A big PONV meta-analysis

Interesting Cochrane meta-analysis looking at PONV prophylaxis from German (Weibel et al. 2021) that included almost 100,000 study participants across 585 trials. Interesting not so much because it confirms much of what we already new (or assumed, based on our common PONV prophylaxis drug choices), but because it reassures us that side-effects from commonly used PONV drugs are low to non-existent.

PONV Takeaway:

Granisetron is probably the best single-agent or in combination with other agents because of it's efficacy (better than ondansetron), low-cost, long duration, and absent side-effects.

A cognitive aid to better manage perioperative bleeding

Although the benefits of cognitive aids to many areas of anaesthesia are well established, our resistance to using decision support tools persists. Whether due to misplaced perceptions of losing autonomy or Dunning Kruger-adjacent inflated belief in our ability to perform under pressure, is unclear.

In Anaesthesia, Kataife et al. (2021) describe a cognitive aid for better managing perioperative haemorrhage, the Haemostasis Traffic Light algorithm. Using a simulation-based RCT across two centres (University Hospital Zurich & The Italian Hospital of Buenos Aires, N=84), they showed that using the HTL improved case solutions (OR 7.23, 3.82-13.68), quickened therapeutic decisions, (HR 1.97, 1.18-3.29), improved therapeutic confidence, (OR 4.31, 1.67-11.11) and reduced workload perception.

The aim of the HTL is to improve both situational awareness and decision making, by integrating clinical judgement and point-of-care testing (ROTEM) within an accessible, structured algorithm.

Haemostasis Traffic Light takeaway:

Kataife's study again shows the benefit of cognitive aids, particularly in critical, time-sensitive situations. The anaesthesia and critical care community's historical resistance to decision-support tools requires challenge.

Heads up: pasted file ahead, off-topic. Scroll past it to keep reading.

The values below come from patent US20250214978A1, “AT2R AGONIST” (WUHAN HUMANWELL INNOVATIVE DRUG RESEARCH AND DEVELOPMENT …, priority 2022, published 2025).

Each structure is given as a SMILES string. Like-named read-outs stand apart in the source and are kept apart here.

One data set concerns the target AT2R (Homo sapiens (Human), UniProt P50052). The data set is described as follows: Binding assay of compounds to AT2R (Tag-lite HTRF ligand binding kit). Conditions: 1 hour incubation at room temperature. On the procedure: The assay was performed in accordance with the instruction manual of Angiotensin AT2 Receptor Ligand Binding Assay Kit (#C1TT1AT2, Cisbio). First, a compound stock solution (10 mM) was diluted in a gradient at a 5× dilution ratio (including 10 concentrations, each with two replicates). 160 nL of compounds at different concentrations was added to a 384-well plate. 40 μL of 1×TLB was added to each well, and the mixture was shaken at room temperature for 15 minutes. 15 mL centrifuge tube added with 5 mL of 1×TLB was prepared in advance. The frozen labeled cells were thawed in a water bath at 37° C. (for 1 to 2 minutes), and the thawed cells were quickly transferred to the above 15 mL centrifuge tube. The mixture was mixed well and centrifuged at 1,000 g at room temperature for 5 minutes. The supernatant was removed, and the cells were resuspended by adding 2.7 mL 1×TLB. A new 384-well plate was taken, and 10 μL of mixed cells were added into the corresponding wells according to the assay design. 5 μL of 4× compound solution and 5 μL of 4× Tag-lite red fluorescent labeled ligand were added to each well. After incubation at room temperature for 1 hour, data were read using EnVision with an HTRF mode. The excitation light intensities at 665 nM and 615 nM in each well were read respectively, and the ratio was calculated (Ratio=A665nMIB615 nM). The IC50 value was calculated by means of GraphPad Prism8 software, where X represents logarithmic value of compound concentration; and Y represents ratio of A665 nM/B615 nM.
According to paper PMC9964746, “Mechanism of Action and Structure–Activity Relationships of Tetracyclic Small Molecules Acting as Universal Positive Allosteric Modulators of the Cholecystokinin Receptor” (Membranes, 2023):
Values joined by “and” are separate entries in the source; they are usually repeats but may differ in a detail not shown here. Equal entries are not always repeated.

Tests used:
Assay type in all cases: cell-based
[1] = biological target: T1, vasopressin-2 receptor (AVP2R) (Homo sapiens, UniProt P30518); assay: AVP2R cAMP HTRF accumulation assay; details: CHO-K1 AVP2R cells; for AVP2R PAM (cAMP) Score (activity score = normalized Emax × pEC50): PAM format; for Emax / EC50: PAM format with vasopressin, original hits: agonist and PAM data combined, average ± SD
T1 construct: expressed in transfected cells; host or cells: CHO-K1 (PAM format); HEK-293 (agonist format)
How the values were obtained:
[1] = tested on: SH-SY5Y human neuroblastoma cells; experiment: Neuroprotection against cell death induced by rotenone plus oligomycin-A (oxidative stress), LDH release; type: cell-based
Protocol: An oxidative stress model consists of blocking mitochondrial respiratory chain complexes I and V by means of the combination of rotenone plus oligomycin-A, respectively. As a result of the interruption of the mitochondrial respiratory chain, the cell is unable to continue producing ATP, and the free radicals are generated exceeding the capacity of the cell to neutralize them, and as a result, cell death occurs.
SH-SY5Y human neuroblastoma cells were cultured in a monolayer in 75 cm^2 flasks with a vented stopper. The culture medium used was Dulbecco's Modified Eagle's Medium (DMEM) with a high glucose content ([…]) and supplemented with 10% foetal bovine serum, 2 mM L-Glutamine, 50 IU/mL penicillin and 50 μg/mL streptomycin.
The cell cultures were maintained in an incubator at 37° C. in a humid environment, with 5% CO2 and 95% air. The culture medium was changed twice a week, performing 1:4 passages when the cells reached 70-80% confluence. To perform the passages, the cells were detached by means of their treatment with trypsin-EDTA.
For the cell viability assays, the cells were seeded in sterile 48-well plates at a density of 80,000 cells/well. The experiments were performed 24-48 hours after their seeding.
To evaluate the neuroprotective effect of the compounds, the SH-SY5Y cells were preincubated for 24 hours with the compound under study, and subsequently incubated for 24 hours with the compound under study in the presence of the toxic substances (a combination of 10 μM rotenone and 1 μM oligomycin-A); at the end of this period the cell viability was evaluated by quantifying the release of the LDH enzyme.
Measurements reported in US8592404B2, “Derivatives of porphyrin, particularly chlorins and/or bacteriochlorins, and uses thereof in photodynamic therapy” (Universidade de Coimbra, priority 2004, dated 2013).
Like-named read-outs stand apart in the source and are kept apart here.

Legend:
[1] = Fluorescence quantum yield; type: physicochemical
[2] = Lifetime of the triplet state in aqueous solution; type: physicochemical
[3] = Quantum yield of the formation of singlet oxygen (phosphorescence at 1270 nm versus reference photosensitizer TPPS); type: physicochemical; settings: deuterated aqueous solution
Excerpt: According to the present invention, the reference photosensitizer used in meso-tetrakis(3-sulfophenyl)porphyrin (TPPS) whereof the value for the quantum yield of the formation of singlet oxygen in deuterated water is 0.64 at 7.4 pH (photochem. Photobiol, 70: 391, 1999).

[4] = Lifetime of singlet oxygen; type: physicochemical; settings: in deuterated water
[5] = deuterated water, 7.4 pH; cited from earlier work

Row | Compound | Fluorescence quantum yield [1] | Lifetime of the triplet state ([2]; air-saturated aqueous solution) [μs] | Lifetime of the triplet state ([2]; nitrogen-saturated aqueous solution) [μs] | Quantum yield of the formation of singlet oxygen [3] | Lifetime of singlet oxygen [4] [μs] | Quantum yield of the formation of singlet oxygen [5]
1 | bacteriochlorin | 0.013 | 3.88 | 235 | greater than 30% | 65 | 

Surgery timing after COVID infection

Following their important 2020 study of the risk of surgery for COVID patients, the COVIDSurg Collaborative reports on their prospective cohort study aiming to determine the optimal delay for planned surgery after COVID infection.

Once again this was an international (116 countries), multicentre, prospective cohort study including all surgery types, over 140,000 patients, and 3,127 post-COVID. Once again the 30-day postoperative mortality was sobering: even in the 5-6 week post-COVID group, 30-day mortality was dramatically higher (OR 3.6, 2.0-5.2) compared to those without a COVID diagnosis. Worryingly the risk was consistent among both low-risk and high-risk surgical groups.

Although after the 7-week mark postoperative mortality was similar to non-post-COVID patients (OR 1.5, 0.9–2.1), those with persisting COVID symptoms still suffered a 6.0% 30-day mortality (3.2–8.7). (30-day mortality among non-COVID patients was 1.5% (1.4-1.5).

Post-COVID surgical timing takeaway:

Surgery should be delayed for at least 7 weeks after COVID, although those with persistent COVID symptoms will still have more than twice the 30-day mortality than those without.

Mentioned studies:

  1. Weibel S, Schaefer MS, Raj D et al. Drugs for preventing postoperative nausea and vomiting in adults after general anaesthesia: an abridged Cochrane network meta-analysis. Anaesthesia. 2021 Jul 1; 76 (7): 962-973.
  2. Kataife ED, Said S, Braun J et al. The Haemostasis Traffic Light, a user-centred coagulation management tool for acute bleeding situations: a simulation-based randomised dual-centre trial. Anaesthesia. 2021 Jul 1; 76 (7): 902-910.
  3. COVIDSurg Collaborative GlobalSurg Collaborative. Timing of surgery following SARS-CoV-2 infection: an international prospective cohort study. Anaesthesia. 2021 Jun 1; 76 (6): 748-758.